May 2, 2018 — Even though the average scores were quite low on last week’s Social Security IQ Quiz, there is still plenty of good news. Best of all, we are happy that so many people, over 2,000 and climbing, took the time to take it last week. It wasn’t easy, particularly with its occasionally tricky multiple choice options. But after having taken it, gotten a score, read the answers, and understanding why they were correct – a lot of people now have a better understanding of this critical retirement benefit. Hurrah!
In this article we are going to cover the highlights of the quiz and how our test takers did on it. We won’t go into the nuts and bolts of every answer, because we already provided all the correct answers and explanations at Your Social Security Quiz Results.
The average score on the quiz was 50%. Of the 2046 taking it as of April 30, only 22 got a perfect score, the same number that only missed 1 question. Congratulations to those folks on their excellent Social Security knowledge. Passing score was 60%, so by that standard most people did not pass. But we want to stress that what really counts is what you know AFTER you take test and study the answers!
The questions had 3 or 4 choices, so the probability of guessing each right answer was 33% at best. Some answers were a bit tricky because we wanted folks to understand a few key concepts. Two questions were harder than the others, since more people answered them incorrectly than correctly. Those were:
Q. 3. How does the Social Security Administration calculate your benefit?
The correct answer was “Social Security calculates your average indexed monthly earnings during the 35 years in which you earned the most”. However, slightly more people chose an incorrect answer (20 years). The point of the question was, you have a lot of working years to try to maximize your benefit.
Q. 12: Which ONE of these statements about filing strategies is TRUE?
More people (736 vs. 639) selected “None of the above” than the correct answer, “People born before Jan. 2, 1954 can take a Restricted Benefit (spouse can collect spousal benefit but can wait to claim own benefit)”. We chose this question because there is much confusion over “Restricted Benefit” and “File and Suspend” (and who is eligible for each). While File and Suspend is no longer available, some folks can still take advantage of the Restricted Benefit option.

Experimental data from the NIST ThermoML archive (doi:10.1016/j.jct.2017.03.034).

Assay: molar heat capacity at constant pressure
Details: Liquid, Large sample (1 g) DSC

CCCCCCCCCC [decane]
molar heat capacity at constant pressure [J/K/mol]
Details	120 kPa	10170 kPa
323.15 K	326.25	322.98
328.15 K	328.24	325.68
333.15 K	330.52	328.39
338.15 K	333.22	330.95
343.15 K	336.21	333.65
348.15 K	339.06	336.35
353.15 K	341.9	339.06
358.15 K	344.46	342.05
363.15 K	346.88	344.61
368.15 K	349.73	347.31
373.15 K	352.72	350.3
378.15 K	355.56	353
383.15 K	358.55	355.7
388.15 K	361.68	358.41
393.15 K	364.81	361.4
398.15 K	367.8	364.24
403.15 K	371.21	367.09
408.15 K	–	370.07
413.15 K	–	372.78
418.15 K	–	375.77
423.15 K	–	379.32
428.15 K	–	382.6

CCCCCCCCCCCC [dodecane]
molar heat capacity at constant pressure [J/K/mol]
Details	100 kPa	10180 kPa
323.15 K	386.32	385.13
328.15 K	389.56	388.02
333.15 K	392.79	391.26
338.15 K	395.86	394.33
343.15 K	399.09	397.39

One other question that people had a lot of trouble with was the one that asked how much of a spousal benefit you can get. Although 46% answered correctly, you can get 50% if you are Full Retirement Age, an alarming 44% thought that you could get 50% at age 62. That could be a costly if taken early with the mistaken thought you get 50%.
Questions almost everybody got
There were 4 questions that almost everyone answered correctly. They were important questions, so it’s great that people already were up to speed on those:
Q. 1. Full Retirement Age for people born before 1955.
Some 67% knew the correct answer, 66 years of age.
Q. 7. Working after taking SS. The correct answer was “Once you start social taking security your benefits will not be reduced if you work for pay, as long as you have reached your full retirement age.” Almost everyone has good command of this one – 72% got it right.
Q. 11. Divorce and SS.. This was the question with the highest percentage getting it right. Some 76% knew the correct answer to “Assume that you are divorced from someone who qualifies for social security benefits. You are at least 62, and have not remarried. Can you collect benefits as a divorced spouse on the record of your former spouse?” The correct answer was: “Yes, as long as you have were married to that person for at least 10 years”.
Q. 13. Future of Social Security.. The question was “Which was the only true statement from the latest Social Security Trustee Report about the financial health of Social Security”, and the correct answer was: “In 2035 only 75% of promised retirement benefits will be available to be paid.” 59% of you got that one right.
Thanks to all for taking the quiz. Hopefully you now know (if you didn’t already) the key things you need to understand about Social Security, a critical resource for your retirement. If you haven’t already read our article with the answers and explanations to each question, we strongly urge you to spend a few minutes reviewing it.
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